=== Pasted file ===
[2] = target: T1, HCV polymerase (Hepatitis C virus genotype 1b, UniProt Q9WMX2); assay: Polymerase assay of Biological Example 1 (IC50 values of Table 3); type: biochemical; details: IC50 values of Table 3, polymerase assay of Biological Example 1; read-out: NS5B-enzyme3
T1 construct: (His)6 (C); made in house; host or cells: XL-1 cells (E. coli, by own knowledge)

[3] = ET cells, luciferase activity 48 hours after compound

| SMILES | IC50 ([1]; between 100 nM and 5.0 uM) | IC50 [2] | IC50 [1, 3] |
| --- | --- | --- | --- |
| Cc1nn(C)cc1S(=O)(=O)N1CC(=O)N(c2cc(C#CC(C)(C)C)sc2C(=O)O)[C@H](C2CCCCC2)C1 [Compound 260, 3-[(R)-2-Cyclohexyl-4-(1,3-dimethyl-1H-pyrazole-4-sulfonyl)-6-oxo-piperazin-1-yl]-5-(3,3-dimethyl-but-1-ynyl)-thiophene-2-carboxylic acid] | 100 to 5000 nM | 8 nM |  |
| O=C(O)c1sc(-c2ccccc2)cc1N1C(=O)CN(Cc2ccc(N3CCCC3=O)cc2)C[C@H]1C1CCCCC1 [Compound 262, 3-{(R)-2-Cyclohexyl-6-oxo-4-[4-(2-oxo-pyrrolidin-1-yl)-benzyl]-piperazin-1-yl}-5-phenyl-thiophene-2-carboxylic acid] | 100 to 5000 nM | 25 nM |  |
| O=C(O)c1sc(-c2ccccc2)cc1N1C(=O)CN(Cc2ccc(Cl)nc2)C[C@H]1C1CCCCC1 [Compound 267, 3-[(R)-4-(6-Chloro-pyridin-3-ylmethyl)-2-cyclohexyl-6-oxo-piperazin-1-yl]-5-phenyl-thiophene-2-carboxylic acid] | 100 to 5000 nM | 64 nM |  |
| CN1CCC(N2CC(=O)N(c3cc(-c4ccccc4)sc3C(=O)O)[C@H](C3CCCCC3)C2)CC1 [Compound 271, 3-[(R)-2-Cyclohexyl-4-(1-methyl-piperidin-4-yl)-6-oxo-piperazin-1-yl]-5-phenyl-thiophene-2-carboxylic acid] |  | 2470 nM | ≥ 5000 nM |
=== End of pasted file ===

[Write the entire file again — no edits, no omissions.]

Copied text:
[2] = target: T1, HCV polymerase (Hepatitis C virus genotype 1b, UniProt Q9WMX2); assay: Polymerase assay of Biological Example 1 (IC50 values of Table 3); type: biochemical; details: IC50 values of Table 3, polymerase assay of Biological Example 1; read-out: NS5B-enzyme3
T1 construct: (His)6 (C); made in house; host or cells: XL-1 cells (E. coli, by own knowledge)

[3] = ET cells, luciferase activity 48 hours after compound

| SMILES | IC50 ([1]; between 100 nM and 5.0 uM) | IC50 [2] | IC50 [1, 3] |
| --- | --- | --- | --- |
| Cc1nn(C)cc1S(=O)(=O)N1CC(=O)N(c2cc(C#CC(C)(C)C)sc2C(=O)O)[C@H](C2CCCCC2)C1 [Compound 260, 3-[(R)-2-Cyclohexyl-4-(1,3-dimethyl-1H-pyrazole-4-sulfonyl)-6-oxo-piperazin-1-yl]-5-(3,3-dimethyl-but-1-ynyl)-thiophene-2-carboxylic acid] | 100 to 5000 nM | 8 nM |  |
| O=C(O)c1sc(-c2ccccc2)cc1N1C(=O)CN(Cc2ccc(N3CCCC3=O)cc2)C[C@H]1C1CCCCC1 [Compound 262, 3-{(R)-2-Cyclohexyl-6-oxo-4-[4-(2-oxo-pyrrolidin-1-yl)-benzyl]-piperazin-1-yl}-5-phenyl-thiophene-2-carboxylic acid] | 100 to 5000 nM | 25 nM |  |
| O=C(O)c1sc(-c2ccccc2)cc1N1C(=O)CN(Cc2ccc(Cl)nc2)C[C@H]1C1CCCCC1 [Compound 267, 3-[(R)-4-(6-Chloro-pyridin-3-ylmethyl)-2-cyclohexyl-6-oxo-piperazin-1-yl]-5-phenyl-thiophene-2-carboxylic acid] | 100 to 5000 nM | 64 nM |  |
| CN1CCC(N2CC(=O)N(c3cc(-c4ccccc4)sc3C(=O)O)[C@H](C3CCCCC3)C2)CC1 [Compound 271, 3-[(R)-2-Cyclohexyl-4-(1-methyl-piperidin-4-yl)-6-oxo-piperazin-1-yl]-5-phenyl-thiophene-2-carboxylic acid] |  | 2470 nM | ≥ 5000 nM |